“Ninety-five percent of education reform is about trying to make separate schools for rich and poor work, but there is very little evidence that you can have success when you pack all the low-income students into one particular school,” said Richard Kahlenberg, a senior fellow at the Century Foundation who specializes in education issues.

The current obsession with firing teachers, attacking unions and creating ever more charter schools has done very little to improve the academic outcomes of poor black and Latino students. Nothing has brought about gains on the scale that is needed.

If you really want to improve the education of poor children, you have to get them away from learning environments that are smothered by poverty. This is being done in some places, with impressive results. An important study conducted by the Century Foundation in Montgomery County, Md., showed that low-income students who happened to be enrolled in affluent elementary schools did much better than similarly low-income students in higher-poverty schools in the county.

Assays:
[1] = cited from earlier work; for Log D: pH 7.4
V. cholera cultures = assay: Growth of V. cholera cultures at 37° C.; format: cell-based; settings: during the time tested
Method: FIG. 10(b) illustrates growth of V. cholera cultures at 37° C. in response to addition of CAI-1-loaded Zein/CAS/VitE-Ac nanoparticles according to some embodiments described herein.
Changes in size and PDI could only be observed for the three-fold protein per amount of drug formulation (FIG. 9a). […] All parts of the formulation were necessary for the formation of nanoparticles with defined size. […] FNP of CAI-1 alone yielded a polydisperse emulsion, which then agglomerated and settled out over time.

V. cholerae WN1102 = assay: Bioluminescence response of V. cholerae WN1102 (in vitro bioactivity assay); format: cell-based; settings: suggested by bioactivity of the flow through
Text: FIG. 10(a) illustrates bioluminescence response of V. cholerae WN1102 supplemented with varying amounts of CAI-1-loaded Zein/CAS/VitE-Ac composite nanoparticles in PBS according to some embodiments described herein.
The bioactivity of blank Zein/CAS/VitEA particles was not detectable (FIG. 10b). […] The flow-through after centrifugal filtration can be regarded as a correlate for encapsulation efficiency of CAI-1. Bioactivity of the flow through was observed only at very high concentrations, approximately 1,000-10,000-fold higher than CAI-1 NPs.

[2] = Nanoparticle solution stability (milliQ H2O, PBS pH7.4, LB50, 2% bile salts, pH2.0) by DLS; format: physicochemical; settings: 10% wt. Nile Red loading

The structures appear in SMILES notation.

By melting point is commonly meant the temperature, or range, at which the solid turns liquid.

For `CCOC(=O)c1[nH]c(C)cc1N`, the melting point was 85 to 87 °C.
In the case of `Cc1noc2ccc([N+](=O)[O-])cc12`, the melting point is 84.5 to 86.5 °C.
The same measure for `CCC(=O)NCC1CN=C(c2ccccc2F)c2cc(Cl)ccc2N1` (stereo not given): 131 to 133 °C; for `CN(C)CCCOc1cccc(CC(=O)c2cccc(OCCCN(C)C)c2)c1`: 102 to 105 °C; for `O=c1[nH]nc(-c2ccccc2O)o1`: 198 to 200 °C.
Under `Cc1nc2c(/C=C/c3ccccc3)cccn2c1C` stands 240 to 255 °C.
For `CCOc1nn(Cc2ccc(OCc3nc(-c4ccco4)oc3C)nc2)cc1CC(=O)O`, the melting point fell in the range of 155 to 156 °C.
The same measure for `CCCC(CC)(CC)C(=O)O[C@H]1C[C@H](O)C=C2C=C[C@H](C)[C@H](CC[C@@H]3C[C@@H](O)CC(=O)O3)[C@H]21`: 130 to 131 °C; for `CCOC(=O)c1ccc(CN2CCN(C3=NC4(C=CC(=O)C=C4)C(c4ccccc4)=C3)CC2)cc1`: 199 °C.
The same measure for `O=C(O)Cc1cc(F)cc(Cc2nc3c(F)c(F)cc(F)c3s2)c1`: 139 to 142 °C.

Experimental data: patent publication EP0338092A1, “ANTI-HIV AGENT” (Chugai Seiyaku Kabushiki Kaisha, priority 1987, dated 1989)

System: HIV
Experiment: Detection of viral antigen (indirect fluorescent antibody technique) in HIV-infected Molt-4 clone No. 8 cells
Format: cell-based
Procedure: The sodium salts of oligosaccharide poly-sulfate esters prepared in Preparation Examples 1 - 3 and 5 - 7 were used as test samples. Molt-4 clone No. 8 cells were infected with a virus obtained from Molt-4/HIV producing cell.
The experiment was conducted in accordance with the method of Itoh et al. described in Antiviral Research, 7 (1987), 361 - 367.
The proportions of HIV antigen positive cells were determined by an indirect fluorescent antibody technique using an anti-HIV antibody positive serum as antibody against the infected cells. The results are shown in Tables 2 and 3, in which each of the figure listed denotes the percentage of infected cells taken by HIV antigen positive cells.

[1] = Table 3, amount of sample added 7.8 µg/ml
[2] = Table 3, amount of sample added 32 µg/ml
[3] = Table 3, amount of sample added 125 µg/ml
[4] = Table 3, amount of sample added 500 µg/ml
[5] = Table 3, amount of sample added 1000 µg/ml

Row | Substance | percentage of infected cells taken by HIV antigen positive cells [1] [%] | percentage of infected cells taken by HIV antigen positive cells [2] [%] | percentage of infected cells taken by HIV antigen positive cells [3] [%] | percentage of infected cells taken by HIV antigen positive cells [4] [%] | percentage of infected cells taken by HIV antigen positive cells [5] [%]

The study, released last October, found that “over a period of five to seven years, children in public housing who attended the school district’s most advantaged schools (as measured by either subsidized lunch status or the district’s own criteria) far outperformed in math and reading those children in public housing who attended the district’s least-advantaged public schools.”

Studies have shown that it is not the race of the students that is significant, but rather the improved all-around environment of schools with better teachers, fewer classroom disruptions, pupils who are more engaged academically, parents who are more involved, and so on. The poorer students benefit from the more affluent environment. “It’s a much more effective way of closing the achievement gap,” said Mr. Kahlenberg.